Launched successfully February 26, 2000 @ 09:19:10.3UT
The GEODESIC Sounding Rocket (Geoelectrodynamics and Electro-Optical Detection of Electron and Suprathermal Ion Currents) was designed to explore the fine structure of charged particle acceleration and wave-particle interactions in the topside auroral ionosphere. The mission emphasized high-time-resolution measurements of core electrons and ions, covering 0-10 eV and 0-50 eV respectively, and pitch angle-energy images every 10 ms, or 10 m along the rocket trajectory.
The high degree of spatial/temporal resolution was motivated by the increasingly apparent fact that auroral energy dissipation -- including localized ion heating, wave generation, and acceleration of auroral electrons -- is concentrated on scales of the order of, or less than, 100m. GEODESIC explored the pathways through which electromagnetic fields and accelerated particle populations couple energy into thermal populations, and through which the thermals in turn affect waves. A secondary objective of GEODESIC was to demonstrate the feasibility and utility of electro-optical detection of charged particles in space. This technique was motivated by the desire to improve measurement resolution in time, energy, and pitch angle.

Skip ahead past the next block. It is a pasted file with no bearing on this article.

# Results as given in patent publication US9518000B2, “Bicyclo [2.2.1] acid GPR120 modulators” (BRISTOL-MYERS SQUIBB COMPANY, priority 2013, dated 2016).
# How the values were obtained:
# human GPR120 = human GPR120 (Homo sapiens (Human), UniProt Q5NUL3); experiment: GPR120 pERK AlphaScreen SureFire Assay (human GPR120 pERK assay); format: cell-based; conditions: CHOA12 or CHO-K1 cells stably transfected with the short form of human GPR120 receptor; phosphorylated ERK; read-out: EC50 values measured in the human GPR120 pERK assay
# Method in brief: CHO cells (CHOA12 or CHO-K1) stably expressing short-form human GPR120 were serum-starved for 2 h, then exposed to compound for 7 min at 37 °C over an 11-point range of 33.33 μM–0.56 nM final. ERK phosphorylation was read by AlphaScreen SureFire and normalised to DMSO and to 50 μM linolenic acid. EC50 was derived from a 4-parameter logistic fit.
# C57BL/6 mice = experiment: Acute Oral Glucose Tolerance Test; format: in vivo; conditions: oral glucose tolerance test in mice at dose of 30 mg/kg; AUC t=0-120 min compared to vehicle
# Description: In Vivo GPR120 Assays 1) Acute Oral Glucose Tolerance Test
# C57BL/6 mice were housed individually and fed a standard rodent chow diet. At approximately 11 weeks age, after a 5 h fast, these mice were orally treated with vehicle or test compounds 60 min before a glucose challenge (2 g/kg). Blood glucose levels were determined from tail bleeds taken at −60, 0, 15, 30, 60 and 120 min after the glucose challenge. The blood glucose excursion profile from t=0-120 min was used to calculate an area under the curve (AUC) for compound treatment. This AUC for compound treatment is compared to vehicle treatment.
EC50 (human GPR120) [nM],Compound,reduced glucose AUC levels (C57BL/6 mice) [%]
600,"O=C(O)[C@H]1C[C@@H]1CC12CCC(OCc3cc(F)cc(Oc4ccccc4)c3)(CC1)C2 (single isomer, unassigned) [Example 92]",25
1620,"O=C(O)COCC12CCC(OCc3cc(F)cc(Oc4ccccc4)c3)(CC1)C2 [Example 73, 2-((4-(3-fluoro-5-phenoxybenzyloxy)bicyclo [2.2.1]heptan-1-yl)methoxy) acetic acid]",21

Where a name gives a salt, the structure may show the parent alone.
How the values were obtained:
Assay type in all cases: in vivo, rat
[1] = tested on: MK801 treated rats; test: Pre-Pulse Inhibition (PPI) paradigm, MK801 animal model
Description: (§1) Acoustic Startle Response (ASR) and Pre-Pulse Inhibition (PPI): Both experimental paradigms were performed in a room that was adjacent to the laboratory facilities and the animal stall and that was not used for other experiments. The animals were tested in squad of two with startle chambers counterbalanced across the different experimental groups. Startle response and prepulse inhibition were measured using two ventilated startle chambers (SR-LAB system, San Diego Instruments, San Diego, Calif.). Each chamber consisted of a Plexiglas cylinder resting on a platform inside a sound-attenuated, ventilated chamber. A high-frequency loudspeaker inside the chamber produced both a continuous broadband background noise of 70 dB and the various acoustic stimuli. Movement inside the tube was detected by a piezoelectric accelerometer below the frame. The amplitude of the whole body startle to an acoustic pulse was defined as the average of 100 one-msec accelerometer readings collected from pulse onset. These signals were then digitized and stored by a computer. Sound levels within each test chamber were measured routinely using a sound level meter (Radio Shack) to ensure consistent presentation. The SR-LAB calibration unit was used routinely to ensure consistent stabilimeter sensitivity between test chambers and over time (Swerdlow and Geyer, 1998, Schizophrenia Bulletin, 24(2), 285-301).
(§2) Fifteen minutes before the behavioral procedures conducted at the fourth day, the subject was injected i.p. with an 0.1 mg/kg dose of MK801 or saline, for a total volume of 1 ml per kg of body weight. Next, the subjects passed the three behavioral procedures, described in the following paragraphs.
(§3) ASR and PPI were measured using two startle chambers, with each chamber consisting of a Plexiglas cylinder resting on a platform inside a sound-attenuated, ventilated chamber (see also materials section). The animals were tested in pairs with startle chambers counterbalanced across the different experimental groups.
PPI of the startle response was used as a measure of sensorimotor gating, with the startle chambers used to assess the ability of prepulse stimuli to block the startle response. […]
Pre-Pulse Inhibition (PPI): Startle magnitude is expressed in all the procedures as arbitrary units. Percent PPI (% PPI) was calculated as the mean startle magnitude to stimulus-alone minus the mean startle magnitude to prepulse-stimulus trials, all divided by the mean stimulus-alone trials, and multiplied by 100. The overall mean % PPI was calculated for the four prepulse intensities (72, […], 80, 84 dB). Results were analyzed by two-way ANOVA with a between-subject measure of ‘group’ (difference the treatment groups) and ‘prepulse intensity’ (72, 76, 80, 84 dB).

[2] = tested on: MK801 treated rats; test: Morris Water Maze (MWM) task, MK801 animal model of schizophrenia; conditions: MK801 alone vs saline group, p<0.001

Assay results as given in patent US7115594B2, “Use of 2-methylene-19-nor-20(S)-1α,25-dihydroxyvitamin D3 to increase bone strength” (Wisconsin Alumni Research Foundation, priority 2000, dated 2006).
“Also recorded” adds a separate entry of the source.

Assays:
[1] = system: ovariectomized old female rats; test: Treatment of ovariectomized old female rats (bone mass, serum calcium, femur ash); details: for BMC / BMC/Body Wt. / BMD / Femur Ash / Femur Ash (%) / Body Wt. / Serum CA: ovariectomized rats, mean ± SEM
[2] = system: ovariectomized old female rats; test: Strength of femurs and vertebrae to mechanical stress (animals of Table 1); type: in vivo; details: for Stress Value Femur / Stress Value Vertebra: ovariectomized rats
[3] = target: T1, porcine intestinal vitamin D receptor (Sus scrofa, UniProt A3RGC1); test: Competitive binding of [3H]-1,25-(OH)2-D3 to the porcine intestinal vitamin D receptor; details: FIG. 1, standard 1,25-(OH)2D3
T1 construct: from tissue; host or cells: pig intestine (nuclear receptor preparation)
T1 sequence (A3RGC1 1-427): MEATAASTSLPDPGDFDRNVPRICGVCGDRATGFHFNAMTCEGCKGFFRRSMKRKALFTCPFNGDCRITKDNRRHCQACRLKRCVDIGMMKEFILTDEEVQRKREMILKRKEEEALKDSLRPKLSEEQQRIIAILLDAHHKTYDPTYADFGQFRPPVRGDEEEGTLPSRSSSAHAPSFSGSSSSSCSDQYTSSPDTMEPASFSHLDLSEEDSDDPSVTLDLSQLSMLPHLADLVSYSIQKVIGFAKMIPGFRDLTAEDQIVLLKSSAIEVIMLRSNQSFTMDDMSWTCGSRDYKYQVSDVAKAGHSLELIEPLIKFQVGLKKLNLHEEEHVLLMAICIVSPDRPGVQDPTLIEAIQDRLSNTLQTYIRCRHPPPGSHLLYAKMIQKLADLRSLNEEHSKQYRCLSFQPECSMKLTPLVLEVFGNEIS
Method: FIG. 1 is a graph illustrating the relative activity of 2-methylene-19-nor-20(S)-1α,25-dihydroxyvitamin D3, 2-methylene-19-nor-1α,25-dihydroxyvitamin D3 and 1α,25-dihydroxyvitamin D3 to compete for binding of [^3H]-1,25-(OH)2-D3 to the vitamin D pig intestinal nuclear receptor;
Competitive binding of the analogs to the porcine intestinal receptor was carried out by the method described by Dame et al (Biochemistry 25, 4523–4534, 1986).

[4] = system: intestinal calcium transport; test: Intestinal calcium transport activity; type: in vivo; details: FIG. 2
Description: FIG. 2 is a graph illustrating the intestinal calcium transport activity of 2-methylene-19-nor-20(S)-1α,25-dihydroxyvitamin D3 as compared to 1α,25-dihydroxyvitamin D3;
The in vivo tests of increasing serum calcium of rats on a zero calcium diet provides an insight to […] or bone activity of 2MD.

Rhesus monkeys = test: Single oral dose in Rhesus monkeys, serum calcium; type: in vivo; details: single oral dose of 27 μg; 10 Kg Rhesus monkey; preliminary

To accomplish these objectives GEODESIC carried a complement of six instruments, two of which were newly developed at the U of Calgary specifically for the mission: 1) a thermal electron imager (TEI) measuring core electrons in the 0-10 eV range and 2) a suprathermal ion imager (SII) to measure core ions and suprathermal tails up to 50 eV. These two instruments were based on the Freja Cold Plasma Analyzer design but were miniaturized to reduce gyroradius distortion, particularly in the case of the TEI; they also exploited a new CCD-based detection scheme which allowed faster event rates and more uniform imaging than conventional charge-amplifier network schemes. These instruments had the advantage that they image in both angle and energy and thus are not susceptible to sample aliasing inherent in stepped-energy detection schemes. The GEODESIC TEI failed due to a premature deployment. The SII functioned successfully.